Chief Executive John Lee once said that the government needs to explain Hong Kong’s advantages and achievements to the world in an explicit manner.
It seems like the Law Society is taking up his call for unabashed approaches to promoting the city by producing a song about Hong Kong’s rule of law that is dedicated to the general public, particularly young people.
The professional association for the city’s solicitors recently posted a music video of the song, titled “Love for Hong Kong” on its YouTube channel, which features vocals and hand gestures by the Eastern District Youth and Children’s Choir as well as its president, Chan Chak-ming, and some of its council members.
The song begins with lyrics saying how we should not “just hide in your heart” the “love for Hong Kong”, but rather “sing it out, speak it out” and “let everyone know”.
The young children then go on to sing: “What can we do to protect Hong Kong from unfounded wrong allegations?” (Kids nowadays are already singing about “unfounded wrong allegations” at such a young age. We don’t think we even knew what “allegations” means until we were in high school.)
And how do we do that? As the children sing: “Tell the world we’re working well. Rule of Law is strong.”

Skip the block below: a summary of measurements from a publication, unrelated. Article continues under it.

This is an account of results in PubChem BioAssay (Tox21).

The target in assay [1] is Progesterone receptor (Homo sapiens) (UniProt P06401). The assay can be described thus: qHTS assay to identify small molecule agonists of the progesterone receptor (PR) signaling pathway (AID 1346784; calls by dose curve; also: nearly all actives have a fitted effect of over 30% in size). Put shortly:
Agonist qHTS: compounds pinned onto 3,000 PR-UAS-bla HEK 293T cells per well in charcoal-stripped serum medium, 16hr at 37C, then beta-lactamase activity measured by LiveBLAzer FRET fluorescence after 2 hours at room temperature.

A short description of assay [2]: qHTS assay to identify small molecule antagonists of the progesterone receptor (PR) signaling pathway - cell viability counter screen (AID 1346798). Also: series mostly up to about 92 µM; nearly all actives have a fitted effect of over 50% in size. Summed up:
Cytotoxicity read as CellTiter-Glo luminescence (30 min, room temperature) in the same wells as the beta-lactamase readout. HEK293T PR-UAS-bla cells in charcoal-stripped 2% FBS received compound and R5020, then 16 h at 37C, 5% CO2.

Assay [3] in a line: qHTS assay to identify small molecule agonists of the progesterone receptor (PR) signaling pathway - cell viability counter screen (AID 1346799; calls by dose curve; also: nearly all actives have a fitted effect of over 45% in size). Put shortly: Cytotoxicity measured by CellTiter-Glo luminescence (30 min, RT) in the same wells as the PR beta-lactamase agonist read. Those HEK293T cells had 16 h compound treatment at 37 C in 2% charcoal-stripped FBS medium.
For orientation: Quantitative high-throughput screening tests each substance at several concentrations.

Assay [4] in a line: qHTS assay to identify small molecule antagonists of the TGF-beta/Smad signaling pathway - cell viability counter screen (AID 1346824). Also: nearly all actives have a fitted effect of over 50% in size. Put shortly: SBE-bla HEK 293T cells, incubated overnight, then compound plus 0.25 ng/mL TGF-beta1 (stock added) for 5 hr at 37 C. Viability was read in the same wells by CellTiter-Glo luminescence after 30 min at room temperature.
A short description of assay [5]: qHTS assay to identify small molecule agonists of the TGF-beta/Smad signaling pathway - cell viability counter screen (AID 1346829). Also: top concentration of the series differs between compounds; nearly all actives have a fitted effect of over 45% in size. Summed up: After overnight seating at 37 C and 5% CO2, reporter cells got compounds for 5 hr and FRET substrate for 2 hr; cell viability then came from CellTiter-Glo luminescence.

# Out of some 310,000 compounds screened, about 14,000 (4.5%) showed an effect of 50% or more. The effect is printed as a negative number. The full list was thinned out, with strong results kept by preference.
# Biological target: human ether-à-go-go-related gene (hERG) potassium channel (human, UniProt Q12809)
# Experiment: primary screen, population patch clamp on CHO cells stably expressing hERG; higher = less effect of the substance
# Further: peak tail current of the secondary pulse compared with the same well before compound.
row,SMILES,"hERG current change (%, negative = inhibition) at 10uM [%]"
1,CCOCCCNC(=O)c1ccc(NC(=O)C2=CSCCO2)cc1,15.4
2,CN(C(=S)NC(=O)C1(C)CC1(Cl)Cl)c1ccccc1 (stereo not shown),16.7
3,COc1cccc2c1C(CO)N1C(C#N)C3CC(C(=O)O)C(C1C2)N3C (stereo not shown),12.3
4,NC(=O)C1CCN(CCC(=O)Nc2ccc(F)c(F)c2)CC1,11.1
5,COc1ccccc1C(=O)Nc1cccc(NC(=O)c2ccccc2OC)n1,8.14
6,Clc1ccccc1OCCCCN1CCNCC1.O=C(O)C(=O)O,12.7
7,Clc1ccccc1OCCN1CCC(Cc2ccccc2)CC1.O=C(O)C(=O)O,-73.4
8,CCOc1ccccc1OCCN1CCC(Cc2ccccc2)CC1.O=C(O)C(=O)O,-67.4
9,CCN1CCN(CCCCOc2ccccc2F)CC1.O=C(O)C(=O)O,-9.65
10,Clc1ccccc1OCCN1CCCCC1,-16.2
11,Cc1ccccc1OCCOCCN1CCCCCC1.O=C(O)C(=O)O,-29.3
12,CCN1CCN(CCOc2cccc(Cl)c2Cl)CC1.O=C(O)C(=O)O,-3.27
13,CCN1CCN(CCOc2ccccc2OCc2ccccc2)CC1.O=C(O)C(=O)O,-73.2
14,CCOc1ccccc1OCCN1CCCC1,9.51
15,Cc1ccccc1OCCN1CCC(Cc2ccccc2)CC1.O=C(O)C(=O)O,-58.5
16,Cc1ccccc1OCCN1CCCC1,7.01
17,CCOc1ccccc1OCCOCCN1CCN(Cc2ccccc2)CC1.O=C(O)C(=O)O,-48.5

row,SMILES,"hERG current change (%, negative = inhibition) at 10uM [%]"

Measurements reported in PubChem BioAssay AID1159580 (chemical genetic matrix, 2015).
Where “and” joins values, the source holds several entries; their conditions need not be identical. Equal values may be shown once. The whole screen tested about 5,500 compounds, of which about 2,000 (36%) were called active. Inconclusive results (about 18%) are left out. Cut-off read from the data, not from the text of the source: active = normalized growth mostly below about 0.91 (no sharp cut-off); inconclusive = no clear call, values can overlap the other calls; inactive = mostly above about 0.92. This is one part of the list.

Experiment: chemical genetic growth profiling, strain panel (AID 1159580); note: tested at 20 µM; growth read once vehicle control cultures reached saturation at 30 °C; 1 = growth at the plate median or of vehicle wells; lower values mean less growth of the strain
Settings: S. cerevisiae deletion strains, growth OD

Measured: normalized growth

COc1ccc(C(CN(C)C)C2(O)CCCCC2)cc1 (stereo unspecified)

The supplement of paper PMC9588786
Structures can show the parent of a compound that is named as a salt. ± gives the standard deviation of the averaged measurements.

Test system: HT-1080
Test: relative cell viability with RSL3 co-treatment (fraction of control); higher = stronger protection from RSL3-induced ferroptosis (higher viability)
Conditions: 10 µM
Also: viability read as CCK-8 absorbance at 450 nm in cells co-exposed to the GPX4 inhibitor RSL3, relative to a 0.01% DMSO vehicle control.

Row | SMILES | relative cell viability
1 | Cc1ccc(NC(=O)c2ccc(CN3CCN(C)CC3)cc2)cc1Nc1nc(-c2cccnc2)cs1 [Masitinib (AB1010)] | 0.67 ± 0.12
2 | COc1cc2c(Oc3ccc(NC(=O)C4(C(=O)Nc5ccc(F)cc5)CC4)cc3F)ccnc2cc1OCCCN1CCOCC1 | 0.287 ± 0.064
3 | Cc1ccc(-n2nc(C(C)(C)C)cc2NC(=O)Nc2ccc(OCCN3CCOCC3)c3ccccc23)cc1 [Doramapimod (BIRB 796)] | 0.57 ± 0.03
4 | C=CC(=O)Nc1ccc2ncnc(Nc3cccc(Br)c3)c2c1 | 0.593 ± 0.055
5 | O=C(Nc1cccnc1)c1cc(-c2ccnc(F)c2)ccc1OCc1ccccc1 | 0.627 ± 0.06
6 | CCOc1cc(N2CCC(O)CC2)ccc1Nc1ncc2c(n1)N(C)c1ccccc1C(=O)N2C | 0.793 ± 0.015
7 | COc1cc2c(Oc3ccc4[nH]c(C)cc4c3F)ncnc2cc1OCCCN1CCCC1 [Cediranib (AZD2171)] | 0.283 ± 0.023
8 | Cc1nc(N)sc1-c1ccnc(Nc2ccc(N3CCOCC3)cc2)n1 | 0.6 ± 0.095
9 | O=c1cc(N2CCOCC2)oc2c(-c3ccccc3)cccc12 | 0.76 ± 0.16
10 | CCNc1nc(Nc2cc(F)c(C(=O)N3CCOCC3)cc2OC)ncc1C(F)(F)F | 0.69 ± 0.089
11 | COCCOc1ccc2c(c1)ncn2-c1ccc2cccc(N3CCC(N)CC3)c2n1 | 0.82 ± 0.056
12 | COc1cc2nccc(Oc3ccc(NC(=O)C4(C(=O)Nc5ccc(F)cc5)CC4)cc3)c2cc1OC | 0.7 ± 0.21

The song — which is already giving us quite a bit of second-hand embarrassment — then continues with a bunch of legal jargon and the professing of trust in the legal system in Hong Kong, including how “we’re all equal before the law”, “rule of law is the pillar of Hong Kong” and “we have trust in” the “lawyers and judges” who are “defenders of the law”.
The song, which is sung in English throughout, then makes an abrupt switch to Mandarin for its final line, saying how “the new generation of rule of law is me”.
The song is penned by former Law Society president Melissa Pang.
The Law Society, which has disabled comments on the song, said in the description of the video that “young people are our future” and “rule of law education and appreciation should be nurtured from an early age”.
Hence the song is “dedicated to the learning and protection of the rule of law amongst the general public, in particular young people”, it added.
The Law Society, which has pro-establishment links, also said the music video is accredited as an event in celebration of the 25th Anniversary of the return of Hong Kong to Chinese rule and will be played at some of its upcoming events.